Uncle Jim's JavaScript Examples


An object must have a position declaration in order to be moveable.
"position:relative" means that an object flows along with other objects in the normal way,
whereas "position:absolute" takes an object out of the browser's document flow scheme.
Uncle Jims Javascripts!

JavaScript Logo
This file shows the basics of moveable objects. The key points are:
1. The two moveable objects are an image (IMG) and a DIV containing some text.
2. Both objects have names, so that they can be referred to elsewhere (in this
case by the onClick event handling code in pushbuttons)
3. Both objects have in-line style sheets, which declare "position:relative".

The image and red text are relatively-positioned objects. Use the buttons to move the them around. The effect is the same as if you'd declared a relatively-positioned object with initial offsets (using the top and left STYLE attributes). The object will reflow if you resize the browser, but always leaves a 'hole' where it would naturally have been.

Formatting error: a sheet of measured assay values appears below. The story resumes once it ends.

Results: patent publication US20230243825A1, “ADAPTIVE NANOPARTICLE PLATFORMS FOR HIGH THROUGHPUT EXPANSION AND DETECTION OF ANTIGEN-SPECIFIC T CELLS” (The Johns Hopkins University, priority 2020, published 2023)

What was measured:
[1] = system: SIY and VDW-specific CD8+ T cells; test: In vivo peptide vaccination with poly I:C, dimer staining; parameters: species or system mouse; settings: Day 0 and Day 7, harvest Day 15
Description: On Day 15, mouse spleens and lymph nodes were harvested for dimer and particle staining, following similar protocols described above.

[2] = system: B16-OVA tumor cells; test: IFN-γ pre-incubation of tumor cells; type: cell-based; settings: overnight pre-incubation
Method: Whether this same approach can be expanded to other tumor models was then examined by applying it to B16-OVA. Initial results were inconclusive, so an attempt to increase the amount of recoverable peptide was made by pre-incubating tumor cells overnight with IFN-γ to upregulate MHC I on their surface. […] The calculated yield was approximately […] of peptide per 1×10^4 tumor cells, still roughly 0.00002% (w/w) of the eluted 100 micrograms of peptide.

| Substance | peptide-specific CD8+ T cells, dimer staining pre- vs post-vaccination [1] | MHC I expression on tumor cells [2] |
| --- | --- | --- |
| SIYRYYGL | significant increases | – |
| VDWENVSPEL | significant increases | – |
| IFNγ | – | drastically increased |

Move the picture up and down, and see how it interacts with the headline (Uncle Jim's JavaScripts!) and the red text. All three have z-index values of 'auto' (because I haven't specified any other value). The image slides over the headline because it was declared later in the HTML source, and slides under the red text because the red text was declared later. Why the image slides under the pushbuttons is anyone's guess! The image is a transparent GIF, and IE 4 maintains its transparent areas when it's sliding over other objects.